Hudson headshotMaybe today’s column should be retitled You Shouldn’t Ask.
I was reminded about a very old custom that has become part of almost every greeting. That is to ask after someone’s health or activities when Hi, Hello or Good to see you will be more than adequate.
‘Hi, How are you doing?’ or, ‘Hi, How are you?’
What do you do if you get an answer?
‘Well, I’m just getting over shingles and my television is broken and blah blah blah.’
Did you really want to know? Do you care? Well, you asked!

It sort of goes hand in hand with the heartfelt wish that someone live long and prosper, as Spock would have it. However “Have a good day” has become a very tired over-done meaningless phrase having more in common with ‘I couldn’t care less – go away’ than a wish from servers clerks and others to have a wonderful experience going forward. Most amusing/annoying is when you receive wish regardless of circumstances.

Last night at eleven o’clock, I was instructed to “have a nice day” so I decided not to ignore it. I asked how that would be possible as the day was long gone.
Struck dumb the poor creature didn’t know how to respond to that. I guess there was no programmed response in the buffer should one ever be required.

It would be nice if people wanted, or were instructed, to offer something beyond thanks. They could feel free to be creative. How about ‘thanks for your business’ ‘see you next time’ or get mischievous and warn people about the alligator in the parking lot (unless you’re in Florida). Anything different, or nothing. But if you can’t put your heart into it, please leave it at ‘thanks’ or ‘thank you.’

The original object was to make the customer feel appreciated and valued, and even a ‘have a good day’ meaningfully delivered can still work. But my advice is don’t risk it. If you can deliver even just a ‘thank you’ with strong eye contact, you’ve scored. But ‘have a nice day’ mumbled while the eyes are focused on the ceiling at the back of the store won’t do it.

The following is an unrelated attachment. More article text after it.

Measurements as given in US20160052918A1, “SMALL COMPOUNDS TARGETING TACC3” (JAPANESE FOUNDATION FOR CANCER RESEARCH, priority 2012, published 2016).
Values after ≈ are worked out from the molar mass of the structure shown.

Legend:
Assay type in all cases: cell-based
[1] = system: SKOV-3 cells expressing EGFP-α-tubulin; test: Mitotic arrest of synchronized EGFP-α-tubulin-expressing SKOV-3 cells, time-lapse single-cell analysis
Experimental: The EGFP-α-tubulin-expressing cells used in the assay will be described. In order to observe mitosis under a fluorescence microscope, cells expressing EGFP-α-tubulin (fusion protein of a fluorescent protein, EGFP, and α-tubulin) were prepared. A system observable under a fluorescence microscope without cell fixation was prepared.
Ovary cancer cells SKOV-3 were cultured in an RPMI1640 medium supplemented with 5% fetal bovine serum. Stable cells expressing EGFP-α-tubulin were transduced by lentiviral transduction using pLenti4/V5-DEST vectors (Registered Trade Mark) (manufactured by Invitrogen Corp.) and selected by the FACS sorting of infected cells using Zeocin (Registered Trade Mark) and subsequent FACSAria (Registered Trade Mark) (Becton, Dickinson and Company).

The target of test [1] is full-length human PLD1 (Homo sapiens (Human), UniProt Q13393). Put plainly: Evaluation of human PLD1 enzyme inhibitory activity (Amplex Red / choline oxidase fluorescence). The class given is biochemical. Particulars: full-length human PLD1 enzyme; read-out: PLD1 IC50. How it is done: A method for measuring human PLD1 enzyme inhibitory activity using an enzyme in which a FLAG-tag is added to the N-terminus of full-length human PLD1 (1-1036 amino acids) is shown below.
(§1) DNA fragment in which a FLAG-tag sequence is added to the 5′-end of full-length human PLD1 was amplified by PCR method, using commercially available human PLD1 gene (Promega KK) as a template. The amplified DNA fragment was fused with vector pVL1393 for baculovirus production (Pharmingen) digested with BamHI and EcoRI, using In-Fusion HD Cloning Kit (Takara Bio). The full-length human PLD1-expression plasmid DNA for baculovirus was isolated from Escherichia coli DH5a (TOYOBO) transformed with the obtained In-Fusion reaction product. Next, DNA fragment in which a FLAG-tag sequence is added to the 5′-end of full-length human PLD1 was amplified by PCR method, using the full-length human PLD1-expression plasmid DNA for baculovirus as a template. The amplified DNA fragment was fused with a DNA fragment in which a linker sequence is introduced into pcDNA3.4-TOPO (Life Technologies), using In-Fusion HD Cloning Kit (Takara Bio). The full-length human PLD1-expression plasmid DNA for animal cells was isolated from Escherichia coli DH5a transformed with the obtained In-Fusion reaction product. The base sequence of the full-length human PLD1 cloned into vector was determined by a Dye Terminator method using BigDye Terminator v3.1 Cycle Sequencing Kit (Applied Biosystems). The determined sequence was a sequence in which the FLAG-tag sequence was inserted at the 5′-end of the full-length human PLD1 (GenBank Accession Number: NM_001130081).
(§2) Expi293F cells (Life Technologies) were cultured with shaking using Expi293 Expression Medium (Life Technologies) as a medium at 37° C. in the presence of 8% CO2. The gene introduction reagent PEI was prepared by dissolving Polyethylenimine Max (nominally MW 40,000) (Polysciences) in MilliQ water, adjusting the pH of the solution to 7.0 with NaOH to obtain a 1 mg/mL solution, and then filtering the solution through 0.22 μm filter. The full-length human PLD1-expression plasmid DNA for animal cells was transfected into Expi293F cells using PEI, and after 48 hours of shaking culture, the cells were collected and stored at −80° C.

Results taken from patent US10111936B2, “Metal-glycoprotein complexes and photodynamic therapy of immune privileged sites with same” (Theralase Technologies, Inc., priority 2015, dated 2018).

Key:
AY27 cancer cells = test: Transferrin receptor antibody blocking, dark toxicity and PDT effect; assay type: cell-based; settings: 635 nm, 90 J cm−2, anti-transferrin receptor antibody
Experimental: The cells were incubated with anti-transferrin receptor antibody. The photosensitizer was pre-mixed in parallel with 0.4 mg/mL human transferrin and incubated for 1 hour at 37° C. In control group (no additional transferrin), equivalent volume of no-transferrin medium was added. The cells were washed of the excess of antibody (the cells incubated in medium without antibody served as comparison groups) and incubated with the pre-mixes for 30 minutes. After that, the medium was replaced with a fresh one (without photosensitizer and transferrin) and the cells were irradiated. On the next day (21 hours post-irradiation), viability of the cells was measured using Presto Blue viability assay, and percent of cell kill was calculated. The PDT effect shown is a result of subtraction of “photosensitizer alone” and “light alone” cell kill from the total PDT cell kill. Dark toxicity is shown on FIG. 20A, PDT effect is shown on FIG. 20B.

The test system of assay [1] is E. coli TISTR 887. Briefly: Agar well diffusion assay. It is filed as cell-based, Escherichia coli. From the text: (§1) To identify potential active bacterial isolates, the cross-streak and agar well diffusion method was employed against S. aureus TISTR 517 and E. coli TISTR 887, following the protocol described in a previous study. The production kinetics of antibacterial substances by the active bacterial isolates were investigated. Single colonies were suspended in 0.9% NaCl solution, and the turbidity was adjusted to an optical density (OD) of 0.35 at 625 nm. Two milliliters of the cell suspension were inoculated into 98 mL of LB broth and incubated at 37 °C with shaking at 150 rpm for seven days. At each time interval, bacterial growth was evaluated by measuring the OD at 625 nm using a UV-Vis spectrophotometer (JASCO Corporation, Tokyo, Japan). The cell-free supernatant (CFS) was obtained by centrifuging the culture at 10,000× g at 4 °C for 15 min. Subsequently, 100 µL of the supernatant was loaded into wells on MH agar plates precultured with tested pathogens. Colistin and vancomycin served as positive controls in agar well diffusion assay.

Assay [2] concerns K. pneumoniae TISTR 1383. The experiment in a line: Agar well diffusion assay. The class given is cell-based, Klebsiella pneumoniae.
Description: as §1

Now, how about me, myself and I? Many people can’t figure out which one to use and when. Most have little difficulty using the words properly when they stand alone, but when they team up with others, it gets a little more confused. Linked with ‘you’ the most likely result will be ‘you and I.’ But why not ‘you and me?’ The quick solution is to go back to the stand-alone word and that would be the right one to hook up with ‘you.’ If you would normally say ‘I’ then that’s the one. I will go / Shelly and I will go/we will go. With ‘me’ the same principle applies. Bring the ice cream to me / bring the ice cream to Shelly and me/ to us. And for myself, let’s get technical. It’s what’s called a reflexive pronoun and can only be used when you are both subject and object of a sentence. First, how it’s used incorrectly:
‘For more information call Sally, George or myself.’ To be correct, replace ‘myself’ with ‘me.’ Now used correctly: ‘I (the subject) can’t see myself (the object) doing anything like that.’

Finally, contemplate how the word ‘pretty’ became a modifier. It can result in some interesting phrases, foremost among them “pretty ugly” not only a strange arrangement but an oxymoron. Also: “pretty horrendous” “pretty stupid” using the word in place of ‘very’ and ‘really.’

And that’s pretty well it for this week. Have a nice day  (now that’s better!)

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